Hong Kong saw an inflow of 37,800 One-way Permit (OWP) holders between mid-2014 and mid-2015, making up 66 percent of the territory’s population growth over the period, according to a government report.
The report, released on Thursday by the Census and Statistics Department, estimated that Hong Kong’s population increased by 56,900 – or 0.8 percent – to 7.29 million people.
The natural increase of the population was 18,100 over the same period, with a total of 62,600 births registered. The report did not give figures for the number of babies born to non-Hong Kong residents.
The inflow of OWP holders has been responsible for more than 60 per cent of the city’s population growth every year for the past decade.
Percentage of OWP holder inflow over population growth, 2005-2014
The entry of mainland Chinese into Hong Kong for residence is provided under Article 22 of the Basic Law, which stipulates that China’s government can determine the number of people who can settle in Hong Kong every year under the OWP Scheme.
The scheme is mainly designed to facilitate family reunions with a daily quota of 150, but the quota has not been filled since 2005.
Despite public concerns about possible abuse of the system and the threats posed by the influx of OWP holders to Hong Kong’s existing way of life, Secretary for Security Lai Tung-kwok dismissed calls to reduce the quota in 2013.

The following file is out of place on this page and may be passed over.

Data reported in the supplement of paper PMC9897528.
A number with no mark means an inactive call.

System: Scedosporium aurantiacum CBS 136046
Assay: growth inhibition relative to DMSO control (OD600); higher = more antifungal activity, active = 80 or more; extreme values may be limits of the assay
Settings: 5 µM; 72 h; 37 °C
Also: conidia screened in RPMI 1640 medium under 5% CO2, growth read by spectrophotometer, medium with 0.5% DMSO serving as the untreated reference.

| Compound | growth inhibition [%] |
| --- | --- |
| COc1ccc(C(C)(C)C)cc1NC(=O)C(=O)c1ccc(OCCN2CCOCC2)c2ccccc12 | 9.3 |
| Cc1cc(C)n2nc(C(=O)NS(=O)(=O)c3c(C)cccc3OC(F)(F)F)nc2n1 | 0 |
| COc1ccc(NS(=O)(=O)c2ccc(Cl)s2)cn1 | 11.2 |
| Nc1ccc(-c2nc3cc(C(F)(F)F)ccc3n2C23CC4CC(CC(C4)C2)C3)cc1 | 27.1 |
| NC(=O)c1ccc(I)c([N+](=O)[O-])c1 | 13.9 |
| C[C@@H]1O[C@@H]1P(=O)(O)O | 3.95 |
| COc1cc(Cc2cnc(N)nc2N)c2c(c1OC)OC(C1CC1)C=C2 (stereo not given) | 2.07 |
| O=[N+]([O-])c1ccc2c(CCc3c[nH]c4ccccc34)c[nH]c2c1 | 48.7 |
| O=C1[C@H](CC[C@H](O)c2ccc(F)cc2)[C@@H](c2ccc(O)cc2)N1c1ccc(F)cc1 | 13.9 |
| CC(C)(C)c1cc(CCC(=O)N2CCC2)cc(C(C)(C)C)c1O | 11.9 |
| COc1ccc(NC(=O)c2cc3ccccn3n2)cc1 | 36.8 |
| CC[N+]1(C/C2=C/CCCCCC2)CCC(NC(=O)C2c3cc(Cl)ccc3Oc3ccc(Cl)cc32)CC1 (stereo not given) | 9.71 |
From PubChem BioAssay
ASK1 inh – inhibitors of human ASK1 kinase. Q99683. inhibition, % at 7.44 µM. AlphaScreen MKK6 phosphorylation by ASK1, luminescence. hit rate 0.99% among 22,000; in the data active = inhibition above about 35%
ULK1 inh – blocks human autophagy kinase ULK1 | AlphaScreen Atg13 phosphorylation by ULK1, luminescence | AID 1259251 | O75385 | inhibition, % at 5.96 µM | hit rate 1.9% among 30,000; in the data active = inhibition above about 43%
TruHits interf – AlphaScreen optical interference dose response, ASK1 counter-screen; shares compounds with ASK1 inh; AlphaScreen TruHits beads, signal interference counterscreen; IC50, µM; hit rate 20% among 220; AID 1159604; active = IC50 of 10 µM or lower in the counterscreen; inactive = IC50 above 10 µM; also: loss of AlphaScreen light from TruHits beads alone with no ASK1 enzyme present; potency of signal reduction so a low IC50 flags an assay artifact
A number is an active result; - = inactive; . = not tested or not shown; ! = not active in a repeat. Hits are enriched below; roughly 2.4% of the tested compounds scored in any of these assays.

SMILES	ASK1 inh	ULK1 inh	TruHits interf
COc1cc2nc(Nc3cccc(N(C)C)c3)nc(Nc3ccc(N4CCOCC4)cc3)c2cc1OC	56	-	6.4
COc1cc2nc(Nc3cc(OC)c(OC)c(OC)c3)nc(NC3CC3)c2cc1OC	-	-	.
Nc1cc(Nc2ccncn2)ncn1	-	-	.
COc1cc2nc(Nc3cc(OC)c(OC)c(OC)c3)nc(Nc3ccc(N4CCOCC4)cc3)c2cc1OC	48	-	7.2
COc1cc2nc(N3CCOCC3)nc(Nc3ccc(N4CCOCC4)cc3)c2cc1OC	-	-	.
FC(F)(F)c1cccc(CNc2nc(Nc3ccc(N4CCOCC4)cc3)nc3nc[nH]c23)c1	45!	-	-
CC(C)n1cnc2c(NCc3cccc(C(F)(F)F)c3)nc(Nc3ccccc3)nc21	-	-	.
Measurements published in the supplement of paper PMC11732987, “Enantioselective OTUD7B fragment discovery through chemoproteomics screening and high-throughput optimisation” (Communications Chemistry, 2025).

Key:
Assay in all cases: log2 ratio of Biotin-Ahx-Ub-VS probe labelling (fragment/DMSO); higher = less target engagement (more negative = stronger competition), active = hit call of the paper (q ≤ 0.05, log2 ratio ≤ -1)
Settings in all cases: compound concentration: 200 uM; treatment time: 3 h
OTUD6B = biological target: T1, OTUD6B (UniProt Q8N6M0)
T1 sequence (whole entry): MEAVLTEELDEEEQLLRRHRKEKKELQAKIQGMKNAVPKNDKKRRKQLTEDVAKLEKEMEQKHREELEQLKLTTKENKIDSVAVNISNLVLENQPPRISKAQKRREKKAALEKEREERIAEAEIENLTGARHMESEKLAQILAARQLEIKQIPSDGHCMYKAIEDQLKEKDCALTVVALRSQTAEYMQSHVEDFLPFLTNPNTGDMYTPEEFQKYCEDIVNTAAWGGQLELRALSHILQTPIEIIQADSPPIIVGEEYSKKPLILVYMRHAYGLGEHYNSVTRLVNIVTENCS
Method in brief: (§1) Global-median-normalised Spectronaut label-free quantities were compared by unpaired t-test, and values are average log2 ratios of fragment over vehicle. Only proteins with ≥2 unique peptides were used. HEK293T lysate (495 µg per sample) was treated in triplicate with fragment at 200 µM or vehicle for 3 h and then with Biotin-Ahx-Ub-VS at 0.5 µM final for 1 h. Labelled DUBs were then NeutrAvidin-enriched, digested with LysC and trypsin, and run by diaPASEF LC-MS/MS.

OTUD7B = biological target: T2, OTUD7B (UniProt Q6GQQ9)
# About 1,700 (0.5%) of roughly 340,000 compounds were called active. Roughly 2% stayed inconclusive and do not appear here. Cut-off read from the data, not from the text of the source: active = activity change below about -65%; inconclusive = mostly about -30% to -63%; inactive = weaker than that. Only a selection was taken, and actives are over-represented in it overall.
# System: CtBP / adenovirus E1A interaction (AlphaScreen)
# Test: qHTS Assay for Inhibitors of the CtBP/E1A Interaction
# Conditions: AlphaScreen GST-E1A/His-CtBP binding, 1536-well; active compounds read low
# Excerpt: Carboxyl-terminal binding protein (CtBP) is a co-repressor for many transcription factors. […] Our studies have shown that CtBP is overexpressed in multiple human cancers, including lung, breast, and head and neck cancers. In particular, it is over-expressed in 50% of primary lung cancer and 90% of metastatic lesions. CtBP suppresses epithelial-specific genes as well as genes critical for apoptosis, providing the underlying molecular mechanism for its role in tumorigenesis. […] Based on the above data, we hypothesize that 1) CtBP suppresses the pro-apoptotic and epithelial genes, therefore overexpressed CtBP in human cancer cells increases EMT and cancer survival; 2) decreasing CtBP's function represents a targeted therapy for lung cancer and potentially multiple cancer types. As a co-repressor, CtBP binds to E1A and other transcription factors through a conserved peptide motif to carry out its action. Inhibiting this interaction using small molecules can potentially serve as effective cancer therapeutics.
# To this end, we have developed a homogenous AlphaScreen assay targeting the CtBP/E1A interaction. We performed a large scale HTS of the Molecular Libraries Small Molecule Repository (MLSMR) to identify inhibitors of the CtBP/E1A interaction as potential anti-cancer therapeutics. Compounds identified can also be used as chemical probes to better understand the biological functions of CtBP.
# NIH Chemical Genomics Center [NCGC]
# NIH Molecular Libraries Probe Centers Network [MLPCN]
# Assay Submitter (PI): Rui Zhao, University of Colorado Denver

Chief Executive Leung Chun-ying also said at the time that the territory should look for land to build houses for the growing population instead of reviewing the OWP scheme.
The Hong Kong government does not generally have the power to vet OWP applications, although the Security Bureau said that it had exchanged views with Chinese officials on the scheme from time to time.
However, Democratic Party lawmaker James To has criticised the government for not seeking autonomy in vetting OWP applications and reviewing the scheme in the long run. Having a higher degree of autonomy would be conducive to more effective population policy, To argues.
Mainland authorities have loosened up the scheme over time, such as allowing mainland-born children adopted by Hong Kong residents to apply for OWPs in 2001, relaxing the age limit of accompanying children from 14 to 18 in 2003, and relaxing eligibility for separated spouses in 2005.